Facebook co-founder gives $50,000 to pot legalization effort
With one eye on California's marijuana legalization vote, Democratic strategists are sizing up the possibility of placing the issue on other state ballots as a way of helping them win tight races in 2012, reports the Wall Street Journal.
Pollsters have noted a distinct increase in youth voter enthusiasm in California in recent months, attributed largely to Proposition 19, the ballot initiative that, if approved, would decriminalize, regulate and tax marijuana in the state.
Transferred to other elections, that additional enthusiasm could be enough to propel Democratic candidates in other states to victory in 2012. Where tight races exist, even a relatively small increase in the youth turnout could tilt the election in the Democrats' favor. As the WSJ notes, the under-30 voter turnout in California in 2008 accounted for 6.5 percent of the total electorate; this year, pollsters expect the youth vote to account for 11 percent of the total votes cast. The paper reports:
Surveys by the Democratic firm Public Policy Polling suggest California voters under 30 years old are more likely to vote this year than their counterparts in other states. People in that age group make up 11% of California voters likely to turn out in November—compared with 8% of the likely electorate or less in Illinois, Connecticut, New Hampshire and Michigan, all of which have competitive statewide elections....
Blair Butterworth, a Democratic consultant in Washington state who works with legalization advocates, estimated a pot ballot measure could drive up youth turnout by two to four percentage points—enough to influence a tight race. "It's not like a home run. But with elections being so close these days, it's a big difference," he said.
According to the WSJ, Democratic strategists are particularly interested in placing marijuana initiatives on the ballot in Colorado and Nevada -- two states that allow ballot initiatives and are expected to be tight, must-win races in 2012.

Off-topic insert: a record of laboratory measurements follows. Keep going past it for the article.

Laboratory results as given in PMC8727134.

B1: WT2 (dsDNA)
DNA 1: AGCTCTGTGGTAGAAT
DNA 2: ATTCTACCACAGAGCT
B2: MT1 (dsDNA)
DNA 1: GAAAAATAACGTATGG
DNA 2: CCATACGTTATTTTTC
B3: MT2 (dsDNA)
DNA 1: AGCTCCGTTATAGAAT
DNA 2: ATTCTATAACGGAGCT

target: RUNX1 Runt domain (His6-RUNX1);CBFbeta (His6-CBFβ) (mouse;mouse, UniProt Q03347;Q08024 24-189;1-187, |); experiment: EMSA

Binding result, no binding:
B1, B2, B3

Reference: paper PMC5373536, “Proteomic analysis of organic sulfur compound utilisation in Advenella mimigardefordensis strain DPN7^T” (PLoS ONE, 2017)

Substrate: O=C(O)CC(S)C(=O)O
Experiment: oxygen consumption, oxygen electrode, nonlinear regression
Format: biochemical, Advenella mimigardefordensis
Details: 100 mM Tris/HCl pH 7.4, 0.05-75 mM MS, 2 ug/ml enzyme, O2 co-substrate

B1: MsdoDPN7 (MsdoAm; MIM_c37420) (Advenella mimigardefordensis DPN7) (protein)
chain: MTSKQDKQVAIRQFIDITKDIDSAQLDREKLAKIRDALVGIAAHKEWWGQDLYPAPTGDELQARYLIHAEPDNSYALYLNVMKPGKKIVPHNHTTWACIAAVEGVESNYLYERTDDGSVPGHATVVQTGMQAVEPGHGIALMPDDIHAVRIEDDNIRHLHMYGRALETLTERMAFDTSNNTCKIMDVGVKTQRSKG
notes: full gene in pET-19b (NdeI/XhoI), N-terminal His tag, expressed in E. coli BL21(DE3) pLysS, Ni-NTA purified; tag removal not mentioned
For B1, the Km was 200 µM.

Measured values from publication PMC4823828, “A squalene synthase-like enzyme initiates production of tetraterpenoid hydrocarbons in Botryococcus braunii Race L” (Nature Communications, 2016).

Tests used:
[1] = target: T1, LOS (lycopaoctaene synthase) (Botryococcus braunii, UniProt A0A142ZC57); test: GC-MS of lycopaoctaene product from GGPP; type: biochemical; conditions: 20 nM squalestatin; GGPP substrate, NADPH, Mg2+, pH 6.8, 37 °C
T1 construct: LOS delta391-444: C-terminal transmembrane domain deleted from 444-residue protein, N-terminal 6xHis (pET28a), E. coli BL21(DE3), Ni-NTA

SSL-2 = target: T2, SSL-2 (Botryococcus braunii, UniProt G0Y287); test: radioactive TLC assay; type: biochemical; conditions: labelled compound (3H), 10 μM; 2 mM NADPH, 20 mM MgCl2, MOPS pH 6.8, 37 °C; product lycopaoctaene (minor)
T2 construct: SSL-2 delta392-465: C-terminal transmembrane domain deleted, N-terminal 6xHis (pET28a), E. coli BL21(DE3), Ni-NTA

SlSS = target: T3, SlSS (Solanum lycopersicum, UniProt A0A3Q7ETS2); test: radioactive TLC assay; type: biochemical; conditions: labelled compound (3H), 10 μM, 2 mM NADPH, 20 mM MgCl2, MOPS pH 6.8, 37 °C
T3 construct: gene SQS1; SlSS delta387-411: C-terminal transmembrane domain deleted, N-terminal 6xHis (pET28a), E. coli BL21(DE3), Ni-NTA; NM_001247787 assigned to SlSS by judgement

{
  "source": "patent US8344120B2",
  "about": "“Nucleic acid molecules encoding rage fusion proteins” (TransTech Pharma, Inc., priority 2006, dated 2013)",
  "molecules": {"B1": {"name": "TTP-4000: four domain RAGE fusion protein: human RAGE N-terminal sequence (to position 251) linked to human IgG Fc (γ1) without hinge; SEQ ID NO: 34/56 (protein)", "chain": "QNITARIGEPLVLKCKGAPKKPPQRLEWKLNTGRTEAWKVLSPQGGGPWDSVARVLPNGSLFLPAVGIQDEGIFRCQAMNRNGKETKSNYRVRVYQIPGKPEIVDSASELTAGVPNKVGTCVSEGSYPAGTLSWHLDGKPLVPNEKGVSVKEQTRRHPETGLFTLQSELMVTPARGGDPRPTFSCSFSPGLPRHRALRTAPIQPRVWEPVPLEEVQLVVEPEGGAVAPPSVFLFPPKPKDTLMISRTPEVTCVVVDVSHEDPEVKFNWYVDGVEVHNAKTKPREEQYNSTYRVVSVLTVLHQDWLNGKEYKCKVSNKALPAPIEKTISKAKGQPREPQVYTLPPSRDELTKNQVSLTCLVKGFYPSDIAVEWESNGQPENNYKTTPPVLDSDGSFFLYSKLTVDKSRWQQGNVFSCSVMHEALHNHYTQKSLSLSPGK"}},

But the notion of marijuana as a wedge issue working in the Democrats' favor is based on a number of as-yet unproven assumptions. One is that Proposition 19 will actually pass in California. Another is that it will drive youth voter turnout in the numbers needed to tilt close elections.
Recent polls show a slow but consistent trend in favor of marijuana decriminalization in California. Two recent polls would put the ballot initiative over the top: A Field Poll last week showed the "yes" side winning with 49 percent support to 41 percent support for opponents of decriminalization. A PPIC poll put support for legalization above the 50-percent mark, at 52 percent to 41 percent against.
But a Reuters/Ipsos poll released Tuesday shows the opposite: That 53 percent of Californians oppose legalization, versus 43 percent who support it. That poll, though seemingly an outlier compared to other recent ones, prompted Reuters to declare that marijuana legalization is a "pipe dream."
And some political observers question whether California youth will turn out in the numbers that pollsters predict.
Roger Salazar, a consultant for anti-Prop 19 Democrats, said the idea that more youth will turn out to vote for marijuana is "largely anecdotal." He told the WSJ: ""There are a lot of pot-smoking voters—but not that many."
In an interview with the AP, Salazar commented on the relative lack of financial support for either side in the Prop 19 debate.
"People tend to look at it and say, 'Of course it's going to lose, who's going to vote for that?'" Salazar said, noting that many political contributors may be bypassing the Prop 19 race because they simply don't believe that the status quo on marijuana could change.
Supporters of the measure had raised $2.1 million as of Tuesday, the latest deadline for campaigns to report their contributions. Opponents had raised just more than $210,000, much of it from law enforcement sources.
Both sides had about the same small amount of cash on hand: about $54,000 for opponents and $67,000 for the supporters
FACEBOOK CO-FOUNDER GIVES $50,000 TO POT LEGALIZATION EFFORT
Among the seemingly few people to throw financial backing either for or against Proposition 19 is Dustin Moskovitz, one of the co-founders of Facebook, who has donated $50,000 to Yes on 19 crowd, according to the LA Times.
"More than any other initiative out there, Prop 19 will stabilize our national security and bolster our state economy," Moskovitz, who left Facebook in 2008, told the Times. "It will alleviate unnecessary overcrowding of non-violent offenders in our state jails, which in turn will help California residents."
While the move seems fitting with Facebook's image as a youth-oriented phenomenon, some online commentators saw irony in a Facebook founder donating money to pot decriminalization, given the recent controversy over Facebook's refusal to run pro-Prop 19 ads.
Regardless of how the vote turns out next month, Californians will no longer be facing criminal penalties for possession of marijuana, at least in quantities for personal use. Last week, Gov. Arnold Schwarzenegger signed a law that makes possession of less than one ounce of marijuana a ticketable offense, similar to a speeding ticket.